10. Never let success go to your head – once you start believing your own hype, you lose.
Randy Bowden

Randy Bowden
Bowden2Bowden.co

Randy Bowden:

  1. Be clear on WHY you want to start a business - If you’re truly interested in having your own business and you’re ready to go for it, then small business ownership can be the most frustrating and the most freeing feeling there is.
  2. Develop a business plan -A one-page business plan that covers what you offer, who you’re targeting, how much you’ll charge and what you’ll do to make it happen. Make it a fluid process!
  3. When planning, always overestimate expenses and underestimate revenues. - Being conservative in your numbers doesn’t mean you accept those numbers, it just means you are giving yourself the information you can work with.
  4. Get cash flowing -Cash flow is the lifeblood of business, and is absolutely essential to feed your bottom-line profits
Yael Kochman

Yael Kochman
RooJoom.com

Yael Kochman:

  1. When getting ready to start your own business the most important thing is.. to start! Things are less scary on the inside than they appear on the outside.
  2. You’ll be surprised how many people would want to help out and give you advice out of their own experience! While this is great, keep in mind that their experience is simply that - their experience, and it does not reflect directly on you, your business and your situation. It is important to keep focused on your long term strategy and not jump from idea to idea even if that idea was suggested by someone you think very highly of.
  3. It is important that you do something you really love and believe in. Building your own business can be very hard and you will sometimes find it hard to keep going, the only way to get through the hard times is to believe in what you do with every inch of your body.
  4. Know what you’re good at – but more importantly – know what you’re not. build a team around you that compliments your capabilities so that together you will have a broader set of relevant skills.
  5. Time is more expensive than money. There’s a limit to what you can do yourself. Today it is also relatively easy to outsource specific tasks without spending a lot of money, via online marketplaces. Use it! Don’t waste time trying to do something you do not understand when a professional can do it for you quickly.
  6. Fail. That’s the best way to learn. Then get up and do it again, this time do it better

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Kittie Walker

Kittie Walker
KittieWalker.com

Kittie Walker

  1. Commit yourself to your new project/business by writing down the steps you need to take to reach your first and medium-term goals.
  2. If you’re not working on the business full time, schedule one hour a day to get the tasks done that’ll take you towards your goal.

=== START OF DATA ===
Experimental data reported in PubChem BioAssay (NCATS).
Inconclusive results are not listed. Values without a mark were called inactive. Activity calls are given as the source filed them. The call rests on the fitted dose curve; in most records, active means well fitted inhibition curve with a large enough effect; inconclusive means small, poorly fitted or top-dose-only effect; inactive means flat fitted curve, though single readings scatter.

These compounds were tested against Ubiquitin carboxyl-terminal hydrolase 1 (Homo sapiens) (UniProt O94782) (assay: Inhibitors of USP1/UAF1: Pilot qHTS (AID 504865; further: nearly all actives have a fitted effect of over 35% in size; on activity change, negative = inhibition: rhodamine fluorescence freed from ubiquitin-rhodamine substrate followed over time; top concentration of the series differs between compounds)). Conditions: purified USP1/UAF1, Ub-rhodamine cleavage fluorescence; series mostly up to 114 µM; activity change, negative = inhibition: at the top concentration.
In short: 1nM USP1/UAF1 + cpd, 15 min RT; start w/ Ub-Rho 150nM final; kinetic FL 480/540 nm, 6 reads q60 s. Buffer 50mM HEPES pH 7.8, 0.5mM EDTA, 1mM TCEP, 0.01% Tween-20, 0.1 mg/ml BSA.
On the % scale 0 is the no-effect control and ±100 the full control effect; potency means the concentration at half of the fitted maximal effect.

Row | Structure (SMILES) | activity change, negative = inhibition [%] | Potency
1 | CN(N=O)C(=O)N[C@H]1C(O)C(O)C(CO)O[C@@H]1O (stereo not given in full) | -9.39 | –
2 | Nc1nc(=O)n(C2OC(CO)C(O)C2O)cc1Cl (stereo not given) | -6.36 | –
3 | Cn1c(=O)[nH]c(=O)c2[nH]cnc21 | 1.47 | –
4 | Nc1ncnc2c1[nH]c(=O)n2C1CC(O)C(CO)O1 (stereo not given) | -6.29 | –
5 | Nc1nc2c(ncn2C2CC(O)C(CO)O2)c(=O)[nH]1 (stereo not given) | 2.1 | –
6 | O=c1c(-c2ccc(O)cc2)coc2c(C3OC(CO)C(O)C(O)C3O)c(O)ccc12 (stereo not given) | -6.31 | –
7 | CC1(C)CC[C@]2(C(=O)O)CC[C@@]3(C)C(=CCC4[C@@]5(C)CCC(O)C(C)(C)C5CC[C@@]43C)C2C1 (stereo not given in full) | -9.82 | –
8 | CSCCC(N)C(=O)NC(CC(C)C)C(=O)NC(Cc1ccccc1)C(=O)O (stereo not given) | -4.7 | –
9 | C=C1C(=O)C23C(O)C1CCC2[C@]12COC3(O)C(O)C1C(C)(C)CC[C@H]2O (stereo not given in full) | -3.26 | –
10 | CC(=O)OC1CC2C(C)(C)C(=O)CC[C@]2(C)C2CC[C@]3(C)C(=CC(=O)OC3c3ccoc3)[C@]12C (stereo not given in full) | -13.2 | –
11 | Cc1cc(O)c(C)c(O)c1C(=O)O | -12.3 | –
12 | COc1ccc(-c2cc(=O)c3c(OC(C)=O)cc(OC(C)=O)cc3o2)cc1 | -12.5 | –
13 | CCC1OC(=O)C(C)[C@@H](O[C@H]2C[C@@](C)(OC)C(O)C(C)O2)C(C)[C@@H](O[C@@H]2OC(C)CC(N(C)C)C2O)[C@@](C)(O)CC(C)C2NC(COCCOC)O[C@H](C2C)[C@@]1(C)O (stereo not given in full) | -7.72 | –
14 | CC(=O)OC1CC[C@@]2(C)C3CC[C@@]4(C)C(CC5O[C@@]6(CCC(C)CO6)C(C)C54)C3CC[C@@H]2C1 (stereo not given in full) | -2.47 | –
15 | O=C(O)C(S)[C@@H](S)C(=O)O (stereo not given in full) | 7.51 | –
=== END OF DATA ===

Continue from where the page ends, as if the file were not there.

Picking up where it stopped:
3. Don’t get side-tracked by marketers trying to sell you ways that purportedly help you reach your goals overnight. The product they offer in all likelihood doesn’t work. If it did, everyone would be doing it. There are no special secrets to get around the work it takes to succeed.
  4. Surround yourself with a support network, both online and offline. You’ll get further faster by being able to bounce ideas off people who are not invested in your personal life, but who still want to see you succeed. As a good friend always says, make sure at least one person in that network is a curmudgeon so that your perceptions are challenged.
  5. Overcommitting your time in the initial stages can burn you out or drive you to dislike your business intensely, which can have a big impact on your likeliness to succeed. To avoid this, leave plenty of time in your schedule to walk away and do other things. You’ll find you’ll also use this time to reflect, which is never a bad thing.
  6. Make sure to thoroughly check out the marketplace you want to break into. Work out exactly to whom and how you are going to pitch your product or service. Doing this will give you a good idea of who your ideal customers are in that marketplace.
  7. Check out the competition in the marketplace, but do not obsess over them. Walk your own path.
  8. You need to think about the exit strategy and lifespan of your product or service from day one. Test it on people who are not in your immediate social circle so that you get unbiased feedback. Keep testing it throughout its lifespan. This will help you to extend into new markets, tweak the offering to extend its lifespan and it will make you keenly aware of when you need to start to thinking about bringing new products to market.
  9. Take one time block a day if you’re focusing on the project full-time, or once a week if it’s part-time, to form relationships with peers, competitors and consumers in your new marketplace. You might need to do this both online and offline. Start building your presence before you have anything to launch.